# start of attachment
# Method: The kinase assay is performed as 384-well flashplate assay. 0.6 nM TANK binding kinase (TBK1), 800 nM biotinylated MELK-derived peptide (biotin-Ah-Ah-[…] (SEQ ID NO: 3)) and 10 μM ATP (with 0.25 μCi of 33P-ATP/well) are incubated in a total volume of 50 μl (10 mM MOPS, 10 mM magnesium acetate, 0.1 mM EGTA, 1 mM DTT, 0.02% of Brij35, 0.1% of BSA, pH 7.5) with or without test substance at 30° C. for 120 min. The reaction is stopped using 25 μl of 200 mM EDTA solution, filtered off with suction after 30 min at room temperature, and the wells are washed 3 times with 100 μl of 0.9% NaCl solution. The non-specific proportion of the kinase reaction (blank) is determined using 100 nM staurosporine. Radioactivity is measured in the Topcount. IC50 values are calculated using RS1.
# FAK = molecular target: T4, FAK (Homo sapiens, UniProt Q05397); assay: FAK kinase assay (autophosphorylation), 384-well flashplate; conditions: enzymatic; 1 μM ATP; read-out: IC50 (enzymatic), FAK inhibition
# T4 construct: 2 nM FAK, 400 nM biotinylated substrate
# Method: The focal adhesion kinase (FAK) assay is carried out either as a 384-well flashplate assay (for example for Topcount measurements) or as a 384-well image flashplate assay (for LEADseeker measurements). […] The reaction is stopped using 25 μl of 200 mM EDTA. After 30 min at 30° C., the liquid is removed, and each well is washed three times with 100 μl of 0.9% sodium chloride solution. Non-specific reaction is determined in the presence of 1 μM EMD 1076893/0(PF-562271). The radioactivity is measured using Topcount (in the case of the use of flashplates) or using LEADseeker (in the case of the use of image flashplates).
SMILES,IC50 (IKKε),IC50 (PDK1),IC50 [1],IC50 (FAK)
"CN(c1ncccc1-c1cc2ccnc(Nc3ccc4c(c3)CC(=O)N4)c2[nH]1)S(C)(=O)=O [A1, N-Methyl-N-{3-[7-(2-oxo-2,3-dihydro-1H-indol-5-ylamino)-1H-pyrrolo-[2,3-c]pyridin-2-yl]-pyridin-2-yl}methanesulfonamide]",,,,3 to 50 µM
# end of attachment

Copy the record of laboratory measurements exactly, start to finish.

# Method: The kinase assay is performed as 384-well flashplate assay. 0.6 nM TANK binding kinase (TBK1), 800 nM biotinylated MELK-derived peptide (biotin-Ah-Ah-[…] (SEQ ID NO: 3)) and 10 μM ATP (with 0.25 μCi of 33P-ATP/well) are incubated in a total volume of 50 μl (10 mM MOPS, 10 mM magnesium acetate, 0.1 mM EGTA, 1 mM DTT, 0.02% of Brij35, 0.1% of BSA, pH 7.5) with or without test substance at 30° C. for 120 min. The reaction is stopped using 25 μl of 200 mM EDTA solution, filtered off with suction after 30 min at room temperature, and the wells are washed 3 times with 100 μl of 0.9% NaCl solution. The non-specific proportion of the kinase reaction (blank) is determined using 100 nM staurosporine. Radioactivity is measured in the Topcount. IC50 values are calculated using RS1.
# FAK = molecular target: T4, FAK (Homo sapiens, UniProt Q05397); assay: FAK kinase assay (autophosphorylation), 384-well flashplate; conditions: enzymatic; 1 μM ATP; read-out: IC50 (enzymatic), FAK inhibition
# T4 construct: 2 nM FAK, 400 nM biotinylated substrate
# Method: The focal adhesion kinase (FAK) assay is carried out either as a 384-well flashplate assay (for example for Topcount measurements) or as a 384-well image flashplate assay (for LEADseeker measurements). […] The reaction is stopped using 25 μl of 200 mM EDTA. After 30 min at 30° C., the liquid is removed, and each well is washed three times with 100 μl of 0.9% sodium chloride solution. Non-specific reaction is determined in the presence of 1 μM EMD 1076893/0(PF-562271). The radioactivity is measured using Topcount (in the case of the use of flashplates) or using LEADseeker (in the case of the use of image flashplates).
SMILES,IC50 (IKKε),IC50 (PDK1),IC50 [1],IC50 (FAK)
"CN(c1ncccc1-c1cc2ccnc(Nc3ccc4c(c3)CC(=O)N4)c2[nH]1)S(C)(=O)=O [A1, N-Methyl-N-{3-[7-(2-oxo-2,3-dihydro-1H-indol-5-ylamino)-1H-pyrrolo-[2,3-c]pyridin-2-yl]-pyridin-2-yl}methanesulfonamide]",,,,3 to 50 µM